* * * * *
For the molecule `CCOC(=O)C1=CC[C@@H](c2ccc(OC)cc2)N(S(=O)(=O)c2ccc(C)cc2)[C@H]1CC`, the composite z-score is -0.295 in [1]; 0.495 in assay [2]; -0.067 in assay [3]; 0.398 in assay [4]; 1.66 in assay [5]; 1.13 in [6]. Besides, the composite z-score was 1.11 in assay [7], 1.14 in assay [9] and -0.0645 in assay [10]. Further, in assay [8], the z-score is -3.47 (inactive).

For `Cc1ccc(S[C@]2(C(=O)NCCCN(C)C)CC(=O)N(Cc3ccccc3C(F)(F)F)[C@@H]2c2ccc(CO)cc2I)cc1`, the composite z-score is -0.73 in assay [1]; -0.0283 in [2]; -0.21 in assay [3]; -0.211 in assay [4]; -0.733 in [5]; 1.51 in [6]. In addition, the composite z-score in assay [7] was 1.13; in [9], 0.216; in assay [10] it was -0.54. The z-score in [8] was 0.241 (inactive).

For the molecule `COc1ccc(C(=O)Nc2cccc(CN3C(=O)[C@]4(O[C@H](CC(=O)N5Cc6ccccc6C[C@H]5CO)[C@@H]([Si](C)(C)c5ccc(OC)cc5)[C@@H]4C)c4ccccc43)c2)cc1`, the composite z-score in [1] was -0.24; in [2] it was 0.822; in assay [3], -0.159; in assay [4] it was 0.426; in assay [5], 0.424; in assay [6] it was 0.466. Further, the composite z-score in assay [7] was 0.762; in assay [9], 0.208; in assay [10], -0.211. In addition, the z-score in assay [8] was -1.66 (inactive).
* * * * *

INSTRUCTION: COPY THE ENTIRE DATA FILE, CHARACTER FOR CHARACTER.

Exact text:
For the molecule `CCOC(=O)C1=CC[C@@H](c2ccc(OC)cc2)N(S(=O)(=O)c2ccc(C)cc2)[C@H]1CC`, the composite z-score is -0.295 in [1]; 0.495 in assay [2]; -0.067 in assay [3]; 0.398 in assay [4]; 1.66 in assay [5]; 1.13 in [6]. Besides, the composite z-score was 1.11 in assay [7], 1.14 in assay [9] and -0.0645 in assay [10]. Further, in assay [8], the z-score is -3.47 (inactive).

For `Cc1ccc(S[C@]2(C(=O)NCCCN(C)C)CC(=O)N(Cc3ccccc3C(F)(F)F)[C@@H]2c2ccc(CO)cc2I)cc1`, the composite z-score is -0.73 in assay [1]; -0.0283 in [2]; -0.21 in assay [3]; -0.211 in assay [4]; -0.733 in [5]; 1.51 in [6]. In addition, the composite z-score in assay [7] was 1.13; in [9], 0.216; in assay [10] it was -0.54. The z-score in [8] was 0.241 (inactive).

For the molecule `COc1ccc(C(=O)Nc2cccc(CN3C(=O)[C@]4(O[C@H](CC(=O)N5Cc6ccccc6C[C@H]5CO)[C@@H]([Si](C)(C)c5ccc(OC)cc5)[C@@H]4C)c4ccccc43)c2)cc1`, the composite z-score in [1] was -0.24; in [2] it was 0.822; in assay [3], -0.159; in assay [4] it was 0.426; in assay [5], 0.424; in assay [6] it was 0.466. Further, the composite z-score in assay [7] was 0.762; in assay [9], 0.208; in assay [10], -0.211. In addition, the z-score in assay [8] was -1.66 (inactive).